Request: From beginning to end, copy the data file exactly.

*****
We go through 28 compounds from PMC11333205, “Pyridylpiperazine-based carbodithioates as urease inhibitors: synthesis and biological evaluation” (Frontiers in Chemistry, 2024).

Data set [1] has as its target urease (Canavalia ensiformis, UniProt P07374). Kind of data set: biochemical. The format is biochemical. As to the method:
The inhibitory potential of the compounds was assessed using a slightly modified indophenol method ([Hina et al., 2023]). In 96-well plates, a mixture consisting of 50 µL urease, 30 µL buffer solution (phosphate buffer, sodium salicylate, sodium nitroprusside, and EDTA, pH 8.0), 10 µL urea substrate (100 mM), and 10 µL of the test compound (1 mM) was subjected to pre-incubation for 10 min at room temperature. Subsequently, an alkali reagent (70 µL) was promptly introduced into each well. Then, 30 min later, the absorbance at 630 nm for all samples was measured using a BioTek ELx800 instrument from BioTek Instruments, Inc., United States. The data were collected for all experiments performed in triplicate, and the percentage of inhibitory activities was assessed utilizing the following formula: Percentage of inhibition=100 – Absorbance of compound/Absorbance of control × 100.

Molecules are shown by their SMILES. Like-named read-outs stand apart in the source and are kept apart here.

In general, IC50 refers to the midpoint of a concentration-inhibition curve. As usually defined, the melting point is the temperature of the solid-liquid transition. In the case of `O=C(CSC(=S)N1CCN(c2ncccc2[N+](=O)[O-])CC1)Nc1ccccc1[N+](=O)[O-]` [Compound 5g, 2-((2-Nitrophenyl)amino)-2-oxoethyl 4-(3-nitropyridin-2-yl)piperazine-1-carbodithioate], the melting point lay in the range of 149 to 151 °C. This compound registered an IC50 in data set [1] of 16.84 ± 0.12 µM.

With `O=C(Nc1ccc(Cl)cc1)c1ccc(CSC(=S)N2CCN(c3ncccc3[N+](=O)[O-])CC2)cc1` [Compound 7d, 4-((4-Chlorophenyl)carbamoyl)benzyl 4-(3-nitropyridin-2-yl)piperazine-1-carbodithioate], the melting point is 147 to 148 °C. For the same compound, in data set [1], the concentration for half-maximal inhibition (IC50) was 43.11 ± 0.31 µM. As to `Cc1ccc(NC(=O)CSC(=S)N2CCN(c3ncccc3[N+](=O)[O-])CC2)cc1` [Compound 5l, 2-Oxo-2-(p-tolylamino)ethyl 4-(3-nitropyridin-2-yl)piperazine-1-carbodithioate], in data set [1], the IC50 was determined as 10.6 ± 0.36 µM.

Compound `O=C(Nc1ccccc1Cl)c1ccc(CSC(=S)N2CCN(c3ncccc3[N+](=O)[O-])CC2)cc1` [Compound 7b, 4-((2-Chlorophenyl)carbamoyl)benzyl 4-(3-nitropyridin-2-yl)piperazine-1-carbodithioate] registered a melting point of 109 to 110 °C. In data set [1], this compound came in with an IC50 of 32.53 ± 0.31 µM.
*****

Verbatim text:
We go through 28 compounds from PMC11333205, “Pyridylpiperazine-based carbodithioates as urease inhibitors: synthesis and biological evaluation” (Frontiers in Chemistry, 2024).

Data set [1] has as its target urease (Canavalia ensiformis, UniProt P07374). Kind of data set: biochemical. The format is biochemical. As to the method:
The inhibitory potential of the compounds was assessed using a slightly modified indophenol method ([Hina et al., 2023]). In 96-well plates, a mixture consisting of 50 µL urease, 30 µL buffer solution (phosphate buffer, sodium salicylate, sodium nitroprusside, and EDTA, pH 8.0), 10 µL urea substrate (100 mM), and 10 µL of the test compound (1 mM) was subjected to pre-incubation for 10 min at room temperature. Subsequently, an alkali reagent (70 µL) was promptly introduced into each well. Then, 30 min later, the absorbance at 630 nm for all samples was measured using a BioTek ELx800 instrument from BioTek Instruments, Inc., United States. The data were collected for all experiments performed in triplicate, and the percentage of inhibitory activities was assessed utilizing the following formula: Percentage of inhibition=100 – Absorbance of compound/Absorbance of control × 100.

Molecules are shown by their SMILES. Like-named read-outs stand apart in the source and are kept apart here.

In general, IC50 refers to the midpoint of a concentration-inhibition curve. As usually defined, the melting point is the temperature of the solid-liquid transition. In the case of `O=C(CSC(=S)N1CCN(c2ncccc2[N+](=O)[O-])CC1)Nc1ccccc1[N+](=O)[O-]` [Compound 5g, 2-((2-Nitrophenyl)amino)-2-oxoethyl 4-(3-nitropyridin-2-yl)piperazine-1-carbodithioate], the melting point lay in the range of 149 to 151 °C. This compound registered an IC50 in data set [1] of 16.84 ± 0.12 µM.

With `O=C(Nc1ccc(Cl)cc1)c1ccc(CSC(=S)N2CCN(c3ncccc3[N+](=O)[O-])CC2)cc1` [Compound 7d, 4-((4-Chlorophenyl)carbamoyl)benzyl 4-(3-nitropyridin-2-yl)piperazine-1-carbodithioate], the melting point is 147 to 148 °C. For the same compound, in data set [1], the concentration for half-maximal inhibition (IC50) was 43.11 ± 0.31 µM. As to `Cc1ccc(NC(=O)CSC(=S)N2CCN(c3ncccc3[N+](=O)[O-])CC2)cc1` [Compound 5l, 2-Oxo-2-(p-tolylamino)ethyl 4-(3-nitropyridin-2-yl)piperazine-1-carbodithioate], in data set [1], the IC50 was determined as 10.6 ± 0.36 µM.

Compound `O=C(Nc1ccccc1Cl)c1ccc(CSC(=S)N2CCN(c3ncccc3[N+](=O)[O-])CC2)cc1` [Compound 7b, 4-((2-Chlorophenyl)carbamoyl)benzyl 4-(3-nitropyridin-2-yl)piperazine-1-carbodithioate] registered a melting point of 109 to 110 °C. In data set [1], this compound came in with an IC50 of 32.53 ± 0.31 µM.